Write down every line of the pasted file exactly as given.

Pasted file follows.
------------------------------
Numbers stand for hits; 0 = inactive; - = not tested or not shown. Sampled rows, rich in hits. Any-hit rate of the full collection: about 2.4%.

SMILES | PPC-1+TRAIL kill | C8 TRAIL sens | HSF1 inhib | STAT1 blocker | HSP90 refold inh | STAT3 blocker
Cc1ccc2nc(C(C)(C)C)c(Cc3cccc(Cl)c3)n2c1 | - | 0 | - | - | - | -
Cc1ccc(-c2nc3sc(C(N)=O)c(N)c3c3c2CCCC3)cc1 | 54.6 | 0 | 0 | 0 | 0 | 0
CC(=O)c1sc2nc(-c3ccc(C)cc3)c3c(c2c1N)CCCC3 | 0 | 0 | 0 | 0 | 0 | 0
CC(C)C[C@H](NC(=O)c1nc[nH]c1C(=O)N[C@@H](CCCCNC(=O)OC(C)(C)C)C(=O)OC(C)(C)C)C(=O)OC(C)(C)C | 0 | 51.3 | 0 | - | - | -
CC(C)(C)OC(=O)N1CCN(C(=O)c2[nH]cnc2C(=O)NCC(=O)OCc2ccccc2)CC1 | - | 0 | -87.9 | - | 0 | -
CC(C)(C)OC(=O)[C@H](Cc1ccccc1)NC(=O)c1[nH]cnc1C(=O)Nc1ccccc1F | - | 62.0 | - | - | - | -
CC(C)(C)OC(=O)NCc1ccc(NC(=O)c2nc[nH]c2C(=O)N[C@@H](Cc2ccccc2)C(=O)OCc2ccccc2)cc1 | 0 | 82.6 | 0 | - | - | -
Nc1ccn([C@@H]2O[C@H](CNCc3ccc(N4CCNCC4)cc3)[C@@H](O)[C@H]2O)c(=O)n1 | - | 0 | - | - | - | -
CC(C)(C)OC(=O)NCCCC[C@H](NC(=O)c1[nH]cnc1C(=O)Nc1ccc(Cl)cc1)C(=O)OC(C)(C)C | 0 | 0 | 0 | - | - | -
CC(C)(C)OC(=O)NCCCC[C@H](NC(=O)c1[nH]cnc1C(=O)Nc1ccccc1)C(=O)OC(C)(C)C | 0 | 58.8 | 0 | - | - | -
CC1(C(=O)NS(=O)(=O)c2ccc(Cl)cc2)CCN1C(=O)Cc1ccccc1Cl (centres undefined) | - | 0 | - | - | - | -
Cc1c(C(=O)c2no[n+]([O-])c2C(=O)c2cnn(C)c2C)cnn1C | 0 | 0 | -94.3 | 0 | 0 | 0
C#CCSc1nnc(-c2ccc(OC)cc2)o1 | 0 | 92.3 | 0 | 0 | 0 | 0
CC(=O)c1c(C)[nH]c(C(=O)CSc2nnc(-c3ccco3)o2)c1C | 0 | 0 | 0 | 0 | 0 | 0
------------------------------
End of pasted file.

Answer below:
Numbers stand for hits; 0 = inactive; - = not tested or not shown. Sampled rows, rich in hits. Any-hit rate of the full collection: about 2.4%.

SMILES | PPC-1+TRAIL kill | C8 TRAIL sens | HSF1 inhib | STAT1 blocker | HSP90 refold inh | STAT3 blocker
Cc1ccc2nc(C(C)(C)C)c(Cc3cccc(Cl)c3)n2c1 | - | 0 | - | - | - | -
Cc1ccc(-c2nc3sc(C(N)=O)c(N)c3c3c2CCCC3)cc1 | 54.6 | 0 | 0 | 0 | 0 | 0
CC(=O)c1sc2nc(-c3ccc(C)cc3)c3c(c2c1N)CCCC3 | 0 | 0 | 0 | 0 | 0 | 0
CC(C)C[C@H](NC(=O)c1nc[nH]c1C(=O)N[C@@H](CCCCNC(=O)OC(C)(C)C)C(=O)OC(C)(C)C)C(=O)OC(C)(C)C | 0 | 51.3 | 0 | - | - | -
CC(C)(C)OC(=O)N1CCN(C(=O)c2[nH]cnc2C(=O)NCC(=O)OCc2ccccc2)CC1 | - | 0 | -87.9 | - | 0 | -
CC(C)(C)OC(=O)[C@H](Cc1ccccc1)NC(=O)c1[nH]cnc1C(=O)Nc1ccccc1F | - | 62.0 | - | - | - | -
CC(C)(C)OC(=O)NCc1ccc(NC(=O)c2nc[nH]c2C(=O)N[C@@H](Cc2ccccc2)C(=O)OCc2ccccc2)cc1 | 0 | 82.6 | 0 | - | - | -
Nc1ccn([C@@H]2O[C@H](CNCc3ccc(N4CCNCC4)cc3)[C@@H](O)[C@H]2O)c(=O)n1 | - | 0 | - | - | - | -
CC(C)(C)OC(=O)NCCCC[C@H](NC(=O)c1[nH]cnc1C(=O)Nc1ccc(Cl)cc1)C(=O)OC(C)(C)C | 0 | 0 | 0 | - | - | -
CC(C)(C)OC(=O)NCCCC[C@H](NC(=O)c1[nH]cnc1C(=O)Nc1ccccc1)C(=O)OC(C)(C)C | 0 | 58.8 | 0 | - | - | -
CC1(C(=O)NS(=O)(=O)c2ccc(Cl)cc2)CCN1C(=O)Cc1ccccc1Cl (centres undefined) | - | 0 | - | - | - | -
Cc1c(C(=O)c2no[n+]([O-])c2C(=O)c2cnn(C)c2C)cnn1C | 0 | 0 | -94.3 | 0 | 0 | 0
C#CCSc1nnc(-c2ccc(OC)cc2)o1 | 0 | 92.3 | 0 | 0 | 0 | 0
CC(=O)c1c(C)[nH]c(C(=O)CSc2nnc(-c3ccco3)o2)c1C | 0 | 0 | 0 | 0 | 0 | 0